The proposed budget, if approved as presented, would require a municipal property tax rate of $11.16 per $1,000 of assessed value. The school side of that would be $12.33 per $1,000 of assessed value. The final tax rate for 2021, including the school budget, was $23.31 per $1,000 of assessed value.
In addition to a second reading of the budget and likely vote May 10, Mayor Kate Snyder said there will also be a second public hearing, so those who did not speak Monday will have another opportunity to do so.
The council’s final school budget recommendation will go to a voter referendum on June 8.
Douglass St., Randall St. land sales advance
The City Council Monday night took the first step toward finalizing the sale of city-owned land on Douglass Street to a private developer, paving the way for what one councilor said would be Maine’s largest cooperative housing project.
Councilors unanimously approved the agreement for the sale of land at 41 and 93 Douglass St. to The Szanton Co., which plans to build affordable housing.
Councilors on Monday also approved the sale of land at 21 Randall St. to Greater Portland Community Land Trust, which also plans an affordable project.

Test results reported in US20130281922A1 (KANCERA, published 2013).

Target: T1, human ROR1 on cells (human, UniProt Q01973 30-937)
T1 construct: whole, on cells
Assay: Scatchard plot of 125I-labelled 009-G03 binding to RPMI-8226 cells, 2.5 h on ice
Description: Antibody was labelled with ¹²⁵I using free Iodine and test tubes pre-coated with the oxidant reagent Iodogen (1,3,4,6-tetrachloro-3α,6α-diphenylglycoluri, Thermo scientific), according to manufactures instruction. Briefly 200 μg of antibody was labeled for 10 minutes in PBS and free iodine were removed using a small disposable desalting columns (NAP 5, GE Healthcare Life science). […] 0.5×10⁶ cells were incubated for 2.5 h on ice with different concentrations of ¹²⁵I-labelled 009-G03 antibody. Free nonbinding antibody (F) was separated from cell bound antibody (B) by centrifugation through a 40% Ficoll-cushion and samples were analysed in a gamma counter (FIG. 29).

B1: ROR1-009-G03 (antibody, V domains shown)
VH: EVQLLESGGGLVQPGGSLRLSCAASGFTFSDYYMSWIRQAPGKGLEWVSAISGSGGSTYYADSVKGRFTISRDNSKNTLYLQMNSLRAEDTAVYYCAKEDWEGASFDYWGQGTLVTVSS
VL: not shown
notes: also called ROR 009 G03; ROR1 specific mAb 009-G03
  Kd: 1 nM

Mary Davis, director of the city’s Housing and Community Development Division, said the Szanton proposal combines rental and cooperative housing.
The rental aspect will include creation of 56 apartments, with a mix of one-, two-, and three-bedroom units. There will be a minimum of 17 two-bedroom units and 10 three-bedroom units. At least 40 of all the units will be affordable to households earning at or below 60 percent of the area median income, or $60,540 for a family of four.
The project will be financed through the Low Income Housing Tax Credit Program, Maine State Housing Authority, and a credit enhancement agreement through an affordable housing tax increment financing district.
The cooperative aspect, meanwhile, calls for 52 units, also with a mix of one-, two- and three-bedroom units. There will be a minimum of 12 two-bedroom units and 22 three-bedroom units. The units will be leased to shareholders of the cooperative. All units will be available to those earning at or below 100 percent AMI, or $100,900 for a family of four.
This project will use U.S. Department of Housing and Urban Development funds and a credit enhancement agreement through an affordable housing tax increment financing district.
Councilor Spencer Thibodeau, chair of the Housing and Economic Development Committee, said Szanton will still have to complete due diligence on the property to address any environmental concerns.
Councilor Tae Chong said he supports the project, specifically the cooperative aspect. He said it will be the largest cooperative housing project in the state, and praised the inclusion of units that will provide housing for larger families.
Councilors also liked the location of the project, near amenities like Dougherty Field and a skatepark, that could make it suitable for families with children.